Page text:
BY MIN CHEN
The Psychedelic Sounds of The 13th Floor Elevators went the title of The 13th Floor Elevators’ 1966 debut album—heralding the Austin, Texas group’s sound and entrance, and marking one of the earliest instances that the word psychedelic was used in the context of popular music. But one didn’t have to drop the needle on this record to enter the presence of a rich, kaleidoscopic, and altered state. Behold: its cover, depicting an eye swimming in contrasting greens and reds, further surrounded by a pool of radiant globular forms. That hallucinatory art bled into its back cover where, alongside a graphic of a pyramid topped with an eye, lay an acid-tinged epistle by the band’s founding member and jug player Tommy Hall (who also once announced, “Everything I wrote was inspired through my taking LSD”). In his liner notes, he rejected Aristotelian reasoning, arguing in favor of what he termed a horizontal system of knowledge to achieve “the perfect sanity.” And fortunately, “it has become possible for man to chemically alter his mental state and thus alter his point of view,” Hall wrote. “He then can restructure his thinking and change his language so that his thoughts bear more relation to his life and his problems, therefore approaching them more sanely.”
The Elevators were not alone in that Rimbaudian rearrangement of senses. The California scene, reeling from an injection of LSD, was duly generating an equally psychedelic soundtrack, fostered by The Byrds, Jefferson Airplane, Grateful Dead, and the like. Along with the raga accents, reverb, drones, and surreal lyrical content came a billowy bohemian wardrobe and a surge of polychromatic graphics. Back in Austin, the Elevators were no scarf-draped hippies, but their workmanlike wardrobe of button-downs belied a raw, cosmic-reaching sound that, according to bassist Ronnie Leatherman, was “a little more free-form” than the Californian bands. Even their abstract, trippy visuals were rarely equal to those of their West Coast peers; the Elevators opting instead to lean earnestly and heavily into wide-eyed symbolism.
At live gigs (which they often played whilst on acid), the band’s bass drum proudly displayed a pyramid logo, designed by graphic artist John Cleveland and centered by a blazing all-seeing eye, or Eye of Providence. Most notably depicted on the back of the American one-dollar bill, the emblem has come to harbor disparate meanings, from divine omniscience (or as the Illuminati will have it, surveillance) to a defense against evil to an awakened consciousness. The Elevators, as was their wont, tended toward the latter. As “Slip Inside This House,” their 1967 tour de force of a track, would later relate, “True conception, knowing why / Brings even more than meets the eye.” And as Hall explained in 2015, of the band’s pyramid: “As you go up in levels of abstraction, it has the tendency of leading to one idea. That’s why the pyramid works as a model for consciousness… With the eye, it leads to perception.”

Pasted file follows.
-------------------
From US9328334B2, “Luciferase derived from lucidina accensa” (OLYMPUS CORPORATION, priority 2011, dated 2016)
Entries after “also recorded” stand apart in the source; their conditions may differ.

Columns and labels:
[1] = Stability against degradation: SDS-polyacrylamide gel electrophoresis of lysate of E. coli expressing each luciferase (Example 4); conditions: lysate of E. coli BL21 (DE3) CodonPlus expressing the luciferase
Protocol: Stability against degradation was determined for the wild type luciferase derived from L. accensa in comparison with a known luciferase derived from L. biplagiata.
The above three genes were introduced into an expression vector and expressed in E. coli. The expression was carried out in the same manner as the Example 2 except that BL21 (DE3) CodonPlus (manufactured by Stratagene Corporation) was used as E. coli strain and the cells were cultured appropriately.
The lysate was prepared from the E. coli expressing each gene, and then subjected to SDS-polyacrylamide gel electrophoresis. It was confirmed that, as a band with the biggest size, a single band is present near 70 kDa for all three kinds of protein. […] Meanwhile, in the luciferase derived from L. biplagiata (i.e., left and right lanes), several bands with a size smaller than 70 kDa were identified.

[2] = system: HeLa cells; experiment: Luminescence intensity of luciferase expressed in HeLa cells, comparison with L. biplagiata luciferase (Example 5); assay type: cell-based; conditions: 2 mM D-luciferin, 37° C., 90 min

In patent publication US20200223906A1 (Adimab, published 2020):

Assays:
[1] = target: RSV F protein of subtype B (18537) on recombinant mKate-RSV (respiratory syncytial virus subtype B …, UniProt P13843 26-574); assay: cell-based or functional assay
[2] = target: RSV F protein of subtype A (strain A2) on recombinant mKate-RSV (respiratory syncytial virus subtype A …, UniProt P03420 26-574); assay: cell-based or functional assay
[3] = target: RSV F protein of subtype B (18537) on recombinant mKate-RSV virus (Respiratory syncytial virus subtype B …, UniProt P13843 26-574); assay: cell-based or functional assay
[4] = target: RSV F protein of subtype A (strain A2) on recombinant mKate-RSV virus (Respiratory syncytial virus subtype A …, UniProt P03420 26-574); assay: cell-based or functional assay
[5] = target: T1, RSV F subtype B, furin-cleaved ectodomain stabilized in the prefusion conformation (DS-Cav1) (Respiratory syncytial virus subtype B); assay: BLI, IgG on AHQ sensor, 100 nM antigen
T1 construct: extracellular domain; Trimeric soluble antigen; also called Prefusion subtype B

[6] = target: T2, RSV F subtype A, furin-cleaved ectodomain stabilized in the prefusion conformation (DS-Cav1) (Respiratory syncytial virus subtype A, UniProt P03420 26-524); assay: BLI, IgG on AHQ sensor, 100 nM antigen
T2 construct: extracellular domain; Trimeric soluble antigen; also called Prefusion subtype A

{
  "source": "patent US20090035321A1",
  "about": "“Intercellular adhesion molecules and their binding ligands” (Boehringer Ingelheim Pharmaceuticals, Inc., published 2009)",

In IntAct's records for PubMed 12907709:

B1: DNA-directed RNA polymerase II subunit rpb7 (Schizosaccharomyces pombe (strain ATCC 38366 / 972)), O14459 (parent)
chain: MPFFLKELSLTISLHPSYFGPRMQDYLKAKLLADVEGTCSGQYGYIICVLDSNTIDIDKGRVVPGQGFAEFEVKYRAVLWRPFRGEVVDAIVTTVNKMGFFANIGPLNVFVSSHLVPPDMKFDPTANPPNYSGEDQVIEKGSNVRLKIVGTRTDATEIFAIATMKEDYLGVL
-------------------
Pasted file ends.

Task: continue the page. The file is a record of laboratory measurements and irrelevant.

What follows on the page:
Which explains the multitude of eyes on the sleeve of the band’s first record, also created by Cleveland. It may have lacked the sheen of other ‘60s psychedelic covers such as, say, The Jimi Hendrix Experience’s Axis: Bold as Love (art by David King) or Cream’s Disraeli Gears (Martin Sharp), but its childlike, hypnotic aura still casts a spell all of its own. Said drummer John Ike in Eye Mind, “How could you turn that down in a record store? Everything else has a photograph of somebody on it, you know? And you come across that. You’d buy it.” True enough: in line with its eye-centric theme, the cover does house a wealth of retinal-popping pleasures.
Those electric colors, undulating lines, and nested eyes parallel the album’s contents—“The neon from your eyes is splashing into mine,” goes “Splash 1”—but also, epitomize the band’s (or specifically, Tommy Hall’s) push toward chemically assisted points of view. In fact, Hall had intended for the album’s songs to act as a guide to ultimate consciousness; thus his brief commentaries that accompanied the track listing. A sample: “‘Roller Coaster’” describes the discovery of the new direction and purpose to man’s life, the movement in that direction, and the results.” Printed underneath Hall’s anti-Aristotelian missive, these notes hardly formed the most sophisticated of mission statements, but like their front cover, they retain in their unworldly articulation, a sense of artless wonder and advocacy. The seekers at the foot of the pyramid gaze upward.
“We were just trying to give another view besides just the ‘get as high as you can’ view,” Hall explained recently. “We represented the psychedelic way that you get ideas and advance your consciousness.” For a band named after a form of vertical transportation (“It was like, if you want to get to the 13th floor, ride our elevator,” lead singer Roky Erickson once declared), and for all their pyramidal imagery, there left no doubt that it was always headed for higher planes. While Hall’s often turgid philosophical wax (soon to be polished up for “Slip Inside This House”) perhaps lent flesh to those intentions, Cleveland’s arresting and symbol-heavy design for the band’s debut has said it better, more concisely, and with vibrant immediacy. It’s a cover meant to jolt the senses. Not for nothing does it illustrate that mythical moment where, as Erickson famously put it, “the pyramid meets the eye.”